Ask fans of either school if the Pitt-Miami contest is a rivalry, and you're going to get mixed answers. Most of that is because how the series has been one-sided for much of it. In the beginning, the Panthers controlled the series. As Pitt's dominance of eastern football carried from the late 1970s to the 1980s, Miami took over the rule as the premier eastern football program, as the Panthers faded into mediocrity. The Hurricanes lead the all-time series 21-9-1, as the Panthers have lost 14 of the last 15 meetings.
Even in these last 15 meetings, the series has had some memorable and key meetings:
- Craig Heyward rushes for 254 yards in a 37-10 defeat, but earned respect on a national level and from the talented Miami defensive players for the way he ran over Miami's defense.
- Pitt ends its losing streak against the Hurricanes with a monumental 21-17 win in front of a nationally televised audience on another Thursday night game. The Panthers are 3-1, and the win propelled the program to its first winning season in six years, as well as its first bowl appearance in eight years.
- Hoping for the same kind of Thursday night magic they had four years earlier, Pitt fell to top-ranked Miami, 43-21. It marked the first Thursday night game ever at Heinz Field. Future NFLers Clinton Portis and Willis McGahee rushed for 131 and 74 yards respectively. Rod Rutherford came on in relief to throw for a score, and run for two scores.
- In a matchup that decided the Big East title, unbeaten Miami held off Pitt 28-21. The game is most memorable for Pitt fans for the fact that Rutherford, similar to the way Heyward did in 1986, bowled over a Miami defender-- linebacker Jonathan Vilma.
- The two teams met in the regular-season finale at Heinz Field with BCS implications on the line. Larry Fitzgerald tied the NCAA mark with his 18th consecutive game with a touchdown catch, but it was not enough as Miami held on for a 28-14 win. This would also mark Miami's last conference game as a member of the Big East. It would be another seven years until the two teams would meet again.
The coaching ties, especially in this matchup, will be a big storyline heading into the game. This is the first time that Dave Wannstedt will be on the same field as the Miami Hurricanes since he left the college game in 1989 to become the defensive coordinator for the Dallas Cowboys. Ironically, two players from his defensive unit, will be coaching in this game--Miami head coach Randy Shannon and Pitt linebackers coach Bernard Clark. In the 1986 Orange Bowl, during Wannstedt's first year as Miami's defensive coordinator, Clark earned MVP honors in the 20-14 win over Oklahoma, as the Canes captured the national title.
There's also Miami offensive coordinator Mark Whipple and receivers coach Aubrey Hill with ties to Pittsburgh. Whipple was a former quarterbacks coach with the Steelers. His son Spencer Whipple began his collegiate career as a walk-on at Pitt, before transferring to UMAss. He is now a backup quarterback for the Hurricanes. Hill was Pitt's first receivers coach under Wannstedt, holding that post from 2005-2007, before going back to his home state of Florida.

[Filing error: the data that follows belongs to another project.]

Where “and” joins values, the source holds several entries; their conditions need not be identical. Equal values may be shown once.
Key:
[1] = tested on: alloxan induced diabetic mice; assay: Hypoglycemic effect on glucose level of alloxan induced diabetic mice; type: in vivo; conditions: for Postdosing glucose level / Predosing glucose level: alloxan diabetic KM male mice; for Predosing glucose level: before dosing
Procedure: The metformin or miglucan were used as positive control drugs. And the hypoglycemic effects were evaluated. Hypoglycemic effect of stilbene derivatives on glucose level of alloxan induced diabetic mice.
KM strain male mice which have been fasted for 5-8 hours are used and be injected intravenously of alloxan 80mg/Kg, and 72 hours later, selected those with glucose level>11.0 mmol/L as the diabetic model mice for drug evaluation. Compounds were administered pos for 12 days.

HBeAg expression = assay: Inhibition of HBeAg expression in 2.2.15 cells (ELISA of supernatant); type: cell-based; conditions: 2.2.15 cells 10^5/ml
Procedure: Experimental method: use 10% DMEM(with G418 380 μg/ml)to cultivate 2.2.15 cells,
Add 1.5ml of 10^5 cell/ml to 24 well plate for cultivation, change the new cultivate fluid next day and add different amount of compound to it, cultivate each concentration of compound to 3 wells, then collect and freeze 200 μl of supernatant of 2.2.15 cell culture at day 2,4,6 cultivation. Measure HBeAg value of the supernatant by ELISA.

WHO TO WATCH FOR
The Hurricanes seem to have found a player to build around in quarterback Jacory Harris. Harris was recently named to the Davey O'Brien watch list, and has started 15 games over the last two years. Last year, he was the first Miami quarterback since Ken Dorsey--who quarterbacked Miami to a pair of national championships--to throw for over 3,000 yards in a season. His 3,352 yards was second in the ACC, but more importantly, he guided the team to nine wins--a sign that shows Miami coming back to the nation's elite.
At running back, Miami returns a pair of talented seniors in Graig Cooper and Damien Berry. Cooper led the team with 695 yards and four touchdowns, followed by Berry who had 616 yards and eight touchdowns. The question heading into the season will be if one surpasses the other to become the every-down back, or will they both continue to share the carries. Either way, the running games looks ample enough to supplement whatever quarterback Harris does through the air.
Miami also returns their leading receiver in Leonard Hankerson, also a senior. Hankerson was Harris' go-to guy, catching 45 passes for 801 yards and six touchdowns.
Seniors Colin McCarthy and Allen Bailey spearhead the defense, joined by junior cornerback Brandon Harris. McCarthy, an outside linebacker, finished second on the team last year with 95 tackles, and was second with 10.5 tackles for a loss. Bailey, who anchors the defensive line, led the team with seven sacks. Harris was one of three players tied for the team lead with two interceptions.
The offensive line features sophomore Brandon Washington, and seniors Orlando Franklin and Joel Figueroa. Washington worked his way into the starting lineup by the end of the season, making two starts. Franklin has 27 career starts under his belt, and was an ACC honorable mention selection last year. Figueroa has 12 career starts. The offensive line has a couple of big holes to fill with the graduation of Jason Fox (47 career starts) and center A.J. Trump (23 career starts). With a good nucleus returning, and the addition of top prospect Seantrel Henderson, the unit should be effective. Having an experienced starter like Harris at quarterback should help give the line time to gel.